COGGESHALL IN ESSEX is an attractive place to visit. The small town contains over 300 buildings of historical interest, all of which have given protected status. Amongst these is Paycockes House, which I will describe another day. One of the many other old buildings in the centre of the town is a large house, once the home of Thomas Hawkes.
Hawkes was a retainer of John de Vere (1516-1562), the 16th Earl of Oxford, who became a supporter of the Roman Catholic Queen Mary, who became the monarch in 1553 (following the deaths of the Protestant King Edward VI and the unfortunate Lady Jane Grey). Mary decreed that England should return to Roman Catholicism and the Earl of Oxford concurred with this.
Thomas Hawkes, a fervent Protestant, decided to leave his ‘employer’, who had become sympathetic to Mary’s religious cause. He returned to his home (known as ‘Constantynes’) in the centre of Coggeshall. Unwilling to partake in any Roman Catholic practices and a vocal opposer of that branch of Christianity, Hawkes soon became regarded as heretic by the Catholic authorities.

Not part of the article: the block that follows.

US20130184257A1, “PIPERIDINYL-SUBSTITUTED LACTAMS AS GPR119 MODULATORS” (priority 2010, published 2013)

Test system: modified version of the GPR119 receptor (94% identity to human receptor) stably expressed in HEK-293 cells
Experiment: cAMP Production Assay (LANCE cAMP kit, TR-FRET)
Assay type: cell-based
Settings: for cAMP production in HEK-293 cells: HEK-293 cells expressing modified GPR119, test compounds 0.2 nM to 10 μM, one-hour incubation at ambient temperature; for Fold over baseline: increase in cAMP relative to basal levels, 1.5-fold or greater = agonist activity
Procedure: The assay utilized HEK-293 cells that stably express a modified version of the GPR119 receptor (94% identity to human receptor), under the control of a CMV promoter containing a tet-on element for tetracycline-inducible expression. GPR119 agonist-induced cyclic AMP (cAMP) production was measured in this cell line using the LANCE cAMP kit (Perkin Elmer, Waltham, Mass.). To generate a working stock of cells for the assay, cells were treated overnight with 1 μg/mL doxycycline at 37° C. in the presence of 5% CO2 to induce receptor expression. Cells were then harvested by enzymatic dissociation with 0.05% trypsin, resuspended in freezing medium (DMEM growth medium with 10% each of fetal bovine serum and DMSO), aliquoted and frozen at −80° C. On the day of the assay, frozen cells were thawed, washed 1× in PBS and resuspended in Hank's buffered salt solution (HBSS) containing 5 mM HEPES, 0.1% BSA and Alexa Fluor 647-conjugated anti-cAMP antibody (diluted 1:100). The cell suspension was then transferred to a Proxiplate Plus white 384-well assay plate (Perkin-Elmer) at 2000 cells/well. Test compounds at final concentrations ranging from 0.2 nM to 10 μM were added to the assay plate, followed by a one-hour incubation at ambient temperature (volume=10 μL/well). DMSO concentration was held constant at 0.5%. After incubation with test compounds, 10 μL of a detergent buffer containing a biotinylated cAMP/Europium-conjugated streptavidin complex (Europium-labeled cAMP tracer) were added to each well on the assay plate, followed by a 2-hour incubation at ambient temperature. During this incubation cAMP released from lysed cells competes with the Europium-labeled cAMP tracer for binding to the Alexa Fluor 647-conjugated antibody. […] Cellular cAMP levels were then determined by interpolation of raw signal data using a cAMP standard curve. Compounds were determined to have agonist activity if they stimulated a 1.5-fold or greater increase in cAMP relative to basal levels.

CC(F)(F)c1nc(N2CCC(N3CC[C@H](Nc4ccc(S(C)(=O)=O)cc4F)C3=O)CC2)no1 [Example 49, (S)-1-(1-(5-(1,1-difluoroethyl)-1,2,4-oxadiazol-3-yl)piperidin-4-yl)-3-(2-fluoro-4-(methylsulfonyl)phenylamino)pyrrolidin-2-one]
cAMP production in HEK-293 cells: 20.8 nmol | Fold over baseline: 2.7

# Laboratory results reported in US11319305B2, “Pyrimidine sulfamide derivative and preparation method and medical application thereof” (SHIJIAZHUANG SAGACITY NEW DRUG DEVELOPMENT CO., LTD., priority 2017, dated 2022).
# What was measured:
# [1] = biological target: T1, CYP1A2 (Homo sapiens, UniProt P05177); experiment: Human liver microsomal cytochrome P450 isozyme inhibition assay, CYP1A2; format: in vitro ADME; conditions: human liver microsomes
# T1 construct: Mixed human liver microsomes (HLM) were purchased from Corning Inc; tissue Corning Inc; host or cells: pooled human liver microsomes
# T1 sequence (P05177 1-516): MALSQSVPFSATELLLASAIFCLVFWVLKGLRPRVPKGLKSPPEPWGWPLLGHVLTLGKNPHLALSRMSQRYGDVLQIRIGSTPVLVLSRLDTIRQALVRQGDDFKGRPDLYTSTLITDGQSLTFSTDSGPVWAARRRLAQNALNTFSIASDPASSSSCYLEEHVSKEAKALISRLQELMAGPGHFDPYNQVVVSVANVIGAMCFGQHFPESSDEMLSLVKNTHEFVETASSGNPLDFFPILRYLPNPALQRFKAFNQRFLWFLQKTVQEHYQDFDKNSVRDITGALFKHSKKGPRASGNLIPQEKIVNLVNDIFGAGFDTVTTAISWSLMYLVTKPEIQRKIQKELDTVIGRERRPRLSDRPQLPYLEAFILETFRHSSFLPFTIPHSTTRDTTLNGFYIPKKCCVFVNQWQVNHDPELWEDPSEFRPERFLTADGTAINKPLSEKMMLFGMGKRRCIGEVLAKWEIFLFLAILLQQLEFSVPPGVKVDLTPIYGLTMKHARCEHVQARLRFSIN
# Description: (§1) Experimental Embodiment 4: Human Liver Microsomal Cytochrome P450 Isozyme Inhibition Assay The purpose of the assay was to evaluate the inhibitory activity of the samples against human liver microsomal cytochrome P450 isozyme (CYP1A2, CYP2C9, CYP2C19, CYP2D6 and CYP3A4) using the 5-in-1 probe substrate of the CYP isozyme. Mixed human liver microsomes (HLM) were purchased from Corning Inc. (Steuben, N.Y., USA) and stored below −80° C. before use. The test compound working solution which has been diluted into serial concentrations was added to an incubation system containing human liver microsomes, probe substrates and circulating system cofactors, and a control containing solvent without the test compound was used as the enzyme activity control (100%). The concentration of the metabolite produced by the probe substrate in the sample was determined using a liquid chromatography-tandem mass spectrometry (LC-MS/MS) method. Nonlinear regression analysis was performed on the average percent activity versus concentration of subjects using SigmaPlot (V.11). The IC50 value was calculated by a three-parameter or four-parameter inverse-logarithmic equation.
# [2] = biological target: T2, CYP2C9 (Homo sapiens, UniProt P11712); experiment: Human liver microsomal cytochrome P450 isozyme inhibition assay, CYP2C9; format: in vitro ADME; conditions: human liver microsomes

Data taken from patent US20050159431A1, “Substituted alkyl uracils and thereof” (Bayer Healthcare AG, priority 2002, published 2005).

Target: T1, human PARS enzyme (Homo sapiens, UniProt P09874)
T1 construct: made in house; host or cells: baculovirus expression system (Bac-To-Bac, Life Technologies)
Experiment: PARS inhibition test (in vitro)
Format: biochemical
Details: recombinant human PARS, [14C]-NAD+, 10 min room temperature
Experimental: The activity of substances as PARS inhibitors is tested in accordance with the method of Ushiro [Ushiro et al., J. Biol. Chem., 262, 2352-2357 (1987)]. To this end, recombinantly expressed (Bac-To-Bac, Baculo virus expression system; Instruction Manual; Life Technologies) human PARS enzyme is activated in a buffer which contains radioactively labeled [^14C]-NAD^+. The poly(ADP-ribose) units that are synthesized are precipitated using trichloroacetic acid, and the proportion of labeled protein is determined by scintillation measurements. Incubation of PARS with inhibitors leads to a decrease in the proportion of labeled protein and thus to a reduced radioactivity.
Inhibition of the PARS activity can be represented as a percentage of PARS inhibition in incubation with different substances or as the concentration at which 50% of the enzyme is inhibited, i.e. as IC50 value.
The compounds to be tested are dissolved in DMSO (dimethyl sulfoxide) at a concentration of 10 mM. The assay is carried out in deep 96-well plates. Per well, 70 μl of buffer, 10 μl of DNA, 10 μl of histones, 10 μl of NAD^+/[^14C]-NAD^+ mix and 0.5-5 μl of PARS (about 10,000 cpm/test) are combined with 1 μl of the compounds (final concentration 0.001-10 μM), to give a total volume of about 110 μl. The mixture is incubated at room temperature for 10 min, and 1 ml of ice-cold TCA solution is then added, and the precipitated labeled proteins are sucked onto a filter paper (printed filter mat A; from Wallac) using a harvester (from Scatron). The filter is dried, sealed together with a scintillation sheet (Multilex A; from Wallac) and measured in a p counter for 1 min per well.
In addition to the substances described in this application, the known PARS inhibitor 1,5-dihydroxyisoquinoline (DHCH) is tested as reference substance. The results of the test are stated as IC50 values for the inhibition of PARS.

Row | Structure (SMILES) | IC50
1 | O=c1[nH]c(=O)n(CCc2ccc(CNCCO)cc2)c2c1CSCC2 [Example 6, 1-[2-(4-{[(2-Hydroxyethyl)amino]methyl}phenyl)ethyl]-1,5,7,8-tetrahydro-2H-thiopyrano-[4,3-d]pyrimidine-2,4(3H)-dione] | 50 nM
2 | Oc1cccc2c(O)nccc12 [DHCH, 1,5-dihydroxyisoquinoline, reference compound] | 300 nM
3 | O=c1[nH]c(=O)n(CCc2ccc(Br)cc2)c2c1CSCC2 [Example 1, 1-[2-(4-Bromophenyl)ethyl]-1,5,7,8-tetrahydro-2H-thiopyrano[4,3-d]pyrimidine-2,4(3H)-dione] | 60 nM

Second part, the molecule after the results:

Under great suspicion by those then in power, Hawkes did something that got him into really bad trouble: he refused to have his newly born son baptised into the Catholic faith. He was arrested and taken to Newgate Prison in London. From there, he was taken to the palace of Bishop Edmund Bonner (c1500-1569) several times, and asked to recant. Having refused each time, on the 9th of February 1555, Bonner condemned him to be burnt at the stake. After Bonner had given him one last chance to recant, he is believed to have said:
“No, my lord, that I will not; for if I had a hundred bodies, I would suffer them all to be torn in pieces, rather than I will abjure or recant.” (https://coggeshallmuseum.org/thomas-hawkes/)
After some months, Hawkes was taken to Coggeshall, where on the 10th of June 1555 he was burnt at the stake.
Hawke’s house still stands and is marked with a commemorative plaque. It was built in the mid-15th century, but has been much modified since then.